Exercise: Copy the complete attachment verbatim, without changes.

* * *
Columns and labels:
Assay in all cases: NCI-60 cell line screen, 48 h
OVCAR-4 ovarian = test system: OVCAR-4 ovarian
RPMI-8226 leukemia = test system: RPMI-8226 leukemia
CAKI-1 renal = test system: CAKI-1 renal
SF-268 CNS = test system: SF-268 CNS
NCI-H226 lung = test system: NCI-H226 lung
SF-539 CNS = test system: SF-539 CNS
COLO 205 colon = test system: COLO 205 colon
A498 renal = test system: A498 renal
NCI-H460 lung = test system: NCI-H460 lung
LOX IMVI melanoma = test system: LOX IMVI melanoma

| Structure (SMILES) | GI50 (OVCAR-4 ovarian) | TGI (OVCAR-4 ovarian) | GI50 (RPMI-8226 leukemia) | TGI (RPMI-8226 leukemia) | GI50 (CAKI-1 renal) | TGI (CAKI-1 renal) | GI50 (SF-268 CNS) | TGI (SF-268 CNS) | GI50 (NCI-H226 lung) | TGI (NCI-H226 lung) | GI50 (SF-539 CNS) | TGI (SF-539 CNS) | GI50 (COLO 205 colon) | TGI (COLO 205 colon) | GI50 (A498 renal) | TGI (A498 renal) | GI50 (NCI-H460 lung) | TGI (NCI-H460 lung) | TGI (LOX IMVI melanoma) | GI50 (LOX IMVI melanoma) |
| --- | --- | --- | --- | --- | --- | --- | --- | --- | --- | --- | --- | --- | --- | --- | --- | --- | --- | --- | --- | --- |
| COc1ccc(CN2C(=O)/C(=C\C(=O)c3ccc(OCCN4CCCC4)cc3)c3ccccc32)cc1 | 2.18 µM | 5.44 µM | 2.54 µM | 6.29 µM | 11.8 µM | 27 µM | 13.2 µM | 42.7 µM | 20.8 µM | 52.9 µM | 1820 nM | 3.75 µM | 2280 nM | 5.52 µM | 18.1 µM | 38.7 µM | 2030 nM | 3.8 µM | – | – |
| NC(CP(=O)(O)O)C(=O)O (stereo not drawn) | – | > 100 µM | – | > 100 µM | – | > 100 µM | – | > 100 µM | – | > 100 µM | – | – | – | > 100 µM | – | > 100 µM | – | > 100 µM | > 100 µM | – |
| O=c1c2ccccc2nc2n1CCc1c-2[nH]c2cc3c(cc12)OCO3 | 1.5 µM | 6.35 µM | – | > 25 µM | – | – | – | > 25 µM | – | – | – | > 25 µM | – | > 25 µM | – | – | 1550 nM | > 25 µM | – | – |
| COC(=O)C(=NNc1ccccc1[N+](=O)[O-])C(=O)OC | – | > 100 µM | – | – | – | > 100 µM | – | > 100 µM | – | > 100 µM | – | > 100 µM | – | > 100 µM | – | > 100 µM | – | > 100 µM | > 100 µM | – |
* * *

Columns and labels:
Assay in all cases: NCI-60 cell line screen, 48 h
OVCAR-4 ovarian = test system: OVCAR-4 ovarian
RPMI-8226 leukemia = test system: RPMI-8226 leukemia
CAKI-1 renal = test system: CAKI-1 renal
SF-268 CNS = test system: SF-268 CNS
NCI-H226 lung = test system: NCI-H226 lung
SF-539 CNS = test system: SF-539 CNS
COLO 205 colon = test system: COLO 205 colon
A498 renal = test system: A498 renal
NCI-H460 lung = test system: NCI-H460 lung
LOX IMVI melanoma = test system: LOX IMVI melanoma

| Structure (SMILES) | GI50 (OVCAR-4 ovarian) | TGI (OVCAR-4 ovarian) | GI50 (RPMI-8226 leukemia) | TGI (RPMI-8226 leukemia) | GI50 (CAKI-1 renal) | TGI (CAKI-1 renal) | GI50 (SF-268 CNS) | TGI (SF-268 CNS) | GI50 (NCI-H226 lung) | TGI (NCI-H226 lung) | GI50 (SF-539 CNS) | TGI (SF-539 CNS) | GI50 (COLO 205 colon) | TGI (COLO 205 colon) | GI50 (A498 renal) | TGI (A498 renal) | GI50 (NCI-H460 lung) | TGI (NCI-H460 lung) | TGI (LOX IMVI melanoma) | GI50 (LOX IMVI melanoma) |
| --- | --- | --- | --- | --- | --- | --- | --- | --- | --- | --- | --- | --- | --- | --- | --- | --- | --- | --- | --- | --- |
| COc1ccc(CN2C(=O)/C(=C\C(=O)c3ccc(OCCN4CCCC4)cc3)c3ccccc32)cc1 | 2.18 µM | 5.44 µM | 2.54 µM | 6.29 µM | 11.8 µM | 27 µM | 13.2 µM | 42.7 µM | 20.8 µM | 52.9 µM | 1820 nM | 3.75 µM | 2280 nM | 5.52 µM | 18.1 µM | 38.7 µM | 2030 nM | 3.8 µM | – | – |
| NC(CP(=O)(O)O)C(=O)O (stereo not drawn) | – | > 100 µM | – | > 100 µM | – | > 100 µM | – | > 100 µM | – | > 100 µM | – | – | – | > 100 µM | – | > 100 µM | – | > 100 µM | > 100 µM | – |
| O=c1c2ccccc2nc2n1CCc1c-2[nH]c2cc3c(cc12)OCO3 | 1.5 µM | 6.35 µM | – | > 25 µM | – | – | – | > 25 µM | – | – | – | > 25 µM | – | > 25 µM | – | – | 1550 nM | > 25 µM | – | – |
| COC(=O)C(=NNc1ccccc1[N+](=O)[O-])C(=O)OC | – | > 100 µM | – | – | – | > 100 µM | – | > 100 µM | – | > 100 µM | – | > 100 µM | – | > 100 µM | – | > 100 µM | – | > 100 µM | > 100 µM | – |